A Katschintzian Tartar Girl. Krasnojarsk folk dress.
Une Fille Tatare de Katschintz.
IN the province of Krasnojarsk, on the banks of the Yenessei, and of several rivers enriching that great stream, are to be found a tribe of Tartars called Katschintzki. Their country is mountainous, but fertile. They were in quiet possession of this spot, long before it was discovered by the Russians. They consider themselves of Tartar origin, and it must be confessed that they resemble the Tartars much more than the Mongols. Their meagre complex-ion is common to both these tribes; but their language is mixed with so many expressions purely Mongol, that it is scarcely possible to question their ancient affinity with that nation. They still possess an order of nobility, out of which each tribe elects its chief. Accustomed, in all seasons, to a wandering life, in winter they cover their huts with felt, and in summer with the bark of the beech tree. Their household furniture and utensils are nearly as wretched as those of the hordes we have already mentioned; and their want of cleanliness cannot possibly be surpassed by any nation whatever. Some of them sow a little barley and other grain; others breed horses and cattle; but their principal occupations are hunting and fishing. They have no fixed hours for their meals, but are entirely regulated by want, opportunity, and caprice. Their children contract, in their very infancy, the habit of smoking; and so passionately fond are the Katschintzians of tobacco, that they cannot be said to be really wretched, while they possess a store of that intoxicating herb.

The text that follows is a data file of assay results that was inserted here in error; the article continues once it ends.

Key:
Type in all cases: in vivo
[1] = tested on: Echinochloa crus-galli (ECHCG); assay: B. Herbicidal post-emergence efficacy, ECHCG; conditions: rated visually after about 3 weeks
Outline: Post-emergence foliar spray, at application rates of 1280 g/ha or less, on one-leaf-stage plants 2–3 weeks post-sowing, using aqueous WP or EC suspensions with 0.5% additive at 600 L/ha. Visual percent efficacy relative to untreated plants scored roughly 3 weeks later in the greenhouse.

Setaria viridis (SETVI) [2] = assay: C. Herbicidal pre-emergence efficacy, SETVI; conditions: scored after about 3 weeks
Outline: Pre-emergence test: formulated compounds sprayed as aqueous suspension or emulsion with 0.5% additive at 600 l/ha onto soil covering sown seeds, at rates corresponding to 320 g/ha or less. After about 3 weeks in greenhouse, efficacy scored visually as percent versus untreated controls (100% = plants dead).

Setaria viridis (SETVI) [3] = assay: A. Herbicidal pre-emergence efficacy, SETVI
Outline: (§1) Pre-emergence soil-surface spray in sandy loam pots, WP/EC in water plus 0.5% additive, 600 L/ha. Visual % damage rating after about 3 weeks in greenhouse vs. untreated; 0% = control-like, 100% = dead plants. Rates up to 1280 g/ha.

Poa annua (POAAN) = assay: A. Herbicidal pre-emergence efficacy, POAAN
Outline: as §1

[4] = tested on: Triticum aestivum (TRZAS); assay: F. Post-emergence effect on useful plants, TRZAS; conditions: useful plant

The Katschintzians are at liberty to take as many wives as they are able to purchase and maintain; but the greater part are contented with four. The acceptance or refusal of a pipe, by the father of the female, is a signal of his agreeing to, or dissenting from, the union. The price of a wife is from five to fifty oxen; but the poorer sort, who have nothing but their persons to offer, place themselves for a few years in the service of their intended father-in-law. If, (luring this state of servitude, his mistress should happen to die, he is then at liberty to marry her sister, and his former services arc placed to the credit of the new account. But should the nymph be an only daughter, or her sisters already married, the unfortunate youth, in that case, loses all the fruits of his past labour. When the lover dies first, his father immediately succeeds him, and takes to himself the bride destined for his son. Their marriage festivals, besides singing and dancing, are accompanied with horse-races; and it is customary for the bridegroom to distribute prizes among the victors. The husband who happens to be dissatisfied with his wife, is at liberty to put her away; but he is obliged to maintain the children born during their union, and forfeits the oxen paid to obtain her. The men wear no linen: their outer garment consists of a coarse cloth manufactured by their wives, or of the skins of horses, sheep, or the wild goat.